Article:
1. Refine the selected ideas. New ideas must not be rejected immediately. Even great ideas are fragile in their infancy and need a chance to be accepted and grow. Design thinkers take the time to refine and make each idea as best as it can be.17


  1. Pick the winner and execute. Pick the strongest ideas and invest in them, create prototypes and test them in earnest. Design thinkers are ceaselessly critical of their ideas’ successes and failures.18


What Holds It Back?


Innovation is great. It increases efficiency, it helps economies grow, and it graces society with better products and services.19

But what holds innovation back? Unfortunately, there are many constraints, none of which address the merits of the new versus the old idea.20

Specifically, consider the following constraints:



There is a reason all airplanes have wings. The contact point between the plane and the air has certain unavoidable properties, which constrain innovation.21  It involves harnessing existing natural processes and directing them to create something new.22 The laws of nature thus bind innovative capabilities.

Business Practices

Business practices that encourage cutthroat competition and leave little time or money to experiment kill innovation.23 It flourishes where intellectual openness is emphasized and employees feel that they are financially and emotionally supported.24

The Market Place

Industries where product markets are already established and the key players have long been entrenched are inhospitable to new innovative ventures.25 This hostile environment discourages innovation and makes it seem too risky.26 The prospect of such an uphill battle chills innovation at the foot of the mountain.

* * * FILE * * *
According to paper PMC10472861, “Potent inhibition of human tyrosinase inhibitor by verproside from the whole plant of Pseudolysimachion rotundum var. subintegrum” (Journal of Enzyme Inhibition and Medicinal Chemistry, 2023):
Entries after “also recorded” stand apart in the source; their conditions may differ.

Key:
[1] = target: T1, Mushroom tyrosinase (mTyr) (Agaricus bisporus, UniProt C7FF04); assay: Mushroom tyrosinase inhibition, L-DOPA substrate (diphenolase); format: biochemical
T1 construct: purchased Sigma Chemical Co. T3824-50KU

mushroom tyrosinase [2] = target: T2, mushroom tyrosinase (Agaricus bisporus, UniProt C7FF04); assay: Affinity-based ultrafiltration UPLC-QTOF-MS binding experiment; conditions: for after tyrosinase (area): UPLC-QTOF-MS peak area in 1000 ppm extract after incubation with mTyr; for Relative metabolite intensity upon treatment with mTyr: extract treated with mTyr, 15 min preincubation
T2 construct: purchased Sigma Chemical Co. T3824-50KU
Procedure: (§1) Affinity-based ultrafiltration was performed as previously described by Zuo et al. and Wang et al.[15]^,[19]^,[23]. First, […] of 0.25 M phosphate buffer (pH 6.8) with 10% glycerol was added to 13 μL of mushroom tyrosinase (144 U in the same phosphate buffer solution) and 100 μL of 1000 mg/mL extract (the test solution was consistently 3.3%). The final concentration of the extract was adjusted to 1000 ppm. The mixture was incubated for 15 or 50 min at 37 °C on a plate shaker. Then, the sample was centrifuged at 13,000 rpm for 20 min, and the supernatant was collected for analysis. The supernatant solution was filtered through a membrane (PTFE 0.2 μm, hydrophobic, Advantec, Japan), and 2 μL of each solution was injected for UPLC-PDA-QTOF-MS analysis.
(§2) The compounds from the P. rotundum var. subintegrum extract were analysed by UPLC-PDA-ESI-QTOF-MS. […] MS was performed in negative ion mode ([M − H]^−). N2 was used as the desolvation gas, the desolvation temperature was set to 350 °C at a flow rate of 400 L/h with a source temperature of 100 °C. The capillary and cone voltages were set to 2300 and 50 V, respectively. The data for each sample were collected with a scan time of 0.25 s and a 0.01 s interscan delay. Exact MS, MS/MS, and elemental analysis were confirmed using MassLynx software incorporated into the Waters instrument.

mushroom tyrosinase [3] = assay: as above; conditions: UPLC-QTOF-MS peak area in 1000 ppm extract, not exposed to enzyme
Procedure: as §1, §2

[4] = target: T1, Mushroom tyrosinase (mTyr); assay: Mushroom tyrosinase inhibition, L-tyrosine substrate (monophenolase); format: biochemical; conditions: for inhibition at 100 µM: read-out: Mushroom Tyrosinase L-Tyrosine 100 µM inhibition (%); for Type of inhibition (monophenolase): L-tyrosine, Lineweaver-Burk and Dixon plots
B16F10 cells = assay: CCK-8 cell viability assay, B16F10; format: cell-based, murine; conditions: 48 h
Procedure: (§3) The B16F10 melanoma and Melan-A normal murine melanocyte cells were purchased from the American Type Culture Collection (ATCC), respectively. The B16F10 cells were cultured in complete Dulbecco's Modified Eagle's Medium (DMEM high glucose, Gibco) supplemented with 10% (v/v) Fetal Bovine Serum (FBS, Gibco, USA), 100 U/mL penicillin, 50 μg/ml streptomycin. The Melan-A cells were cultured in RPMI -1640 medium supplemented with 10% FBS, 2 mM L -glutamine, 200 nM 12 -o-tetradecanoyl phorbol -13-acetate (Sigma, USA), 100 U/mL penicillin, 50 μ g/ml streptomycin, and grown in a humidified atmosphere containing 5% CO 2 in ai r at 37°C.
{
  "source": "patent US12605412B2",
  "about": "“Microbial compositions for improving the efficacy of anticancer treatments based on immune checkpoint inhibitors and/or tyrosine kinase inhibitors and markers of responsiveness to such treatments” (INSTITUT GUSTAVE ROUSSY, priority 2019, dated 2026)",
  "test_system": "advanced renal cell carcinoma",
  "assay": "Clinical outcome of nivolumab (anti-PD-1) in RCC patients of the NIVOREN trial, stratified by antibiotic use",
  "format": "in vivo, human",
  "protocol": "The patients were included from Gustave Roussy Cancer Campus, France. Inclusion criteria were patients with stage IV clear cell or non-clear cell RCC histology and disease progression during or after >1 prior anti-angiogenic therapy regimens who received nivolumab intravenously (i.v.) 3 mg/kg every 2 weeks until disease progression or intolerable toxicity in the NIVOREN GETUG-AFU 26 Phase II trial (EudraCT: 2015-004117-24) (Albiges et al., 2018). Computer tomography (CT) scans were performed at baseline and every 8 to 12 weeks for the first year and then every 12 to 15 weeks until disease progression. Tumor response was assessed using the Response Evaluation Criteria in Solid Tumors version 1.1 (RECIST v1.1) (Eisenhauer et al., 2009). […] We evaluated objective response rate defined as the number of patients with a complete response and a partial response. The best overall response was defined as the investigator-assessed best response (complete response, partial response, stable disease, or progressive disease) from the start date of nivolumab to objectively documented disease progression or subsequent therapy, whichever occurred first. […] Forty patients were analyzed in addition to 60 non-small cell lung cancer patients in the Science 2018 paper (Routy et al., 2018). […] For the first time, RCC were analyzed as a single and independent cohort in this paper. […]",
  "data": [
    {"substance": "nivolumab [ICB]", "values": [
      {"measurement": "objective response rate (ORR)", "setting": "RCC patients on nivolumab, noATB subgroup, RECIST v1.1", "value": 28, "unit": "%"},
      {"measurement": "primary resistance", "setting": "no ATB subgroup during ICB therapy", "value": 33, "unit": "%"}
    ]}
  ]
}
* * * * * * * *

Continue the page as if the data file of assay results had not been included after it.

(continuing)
Concluding Thoughts


Innovation and human advancement are limited by many things, often far out of our control. Fortunately, however, certain analytical techniques like design thinking can help isolate issues and buck the mental processes that insulate the status quo. With design thinking, innovation becomes something you can make happen, rather than wait for.




Citations to more resources:

[1]“What Is Innovation?” Yale Information Technology Services, Yale; Tanner, Warren. “What Is Innovation?” SoapBox, Soapbox, 28 Feb. 2017; “What Is Innovation?” ASQ.




[5]Ibid; Yale.

[6]Dam, Rikke, and Teo Siang. “What Is Design Thinking and Why Is It So Popular?” The Interaction Design Foundation.



[9]Australian Government, Department of Industry, Innovation and Science. “Research and Innovation.” Innovation and Science, 7 June 2017.

[10]Research and Innovation; “Innovation – Benefits and Risks | tutor2u Business.” tutor2u.

[11]“Design Thinking as a Strategy for Innovation.” Creativity at Work.



[14]Staff, Fast Company. “Design Thinking… What Is That?” Fast Company, Fast Company, 5 Apr. 2015.





[19]Research and Innovation; Innovation – Benefits and Risks.

[20]Berkun, Scott. “The Limits of Innovation.” Scott Berkun, 29 June 2016.


[22]Clow, MacDonald. “The Natural Limits of Technological Innovation.” Technology in Society, Pergamon, 8 Sept. 1998.

[23]Kanter, Rosabeth Moss. “Nine Rules for Stifling Innovation.” Harvard Business Review, 7 Aug. 2014.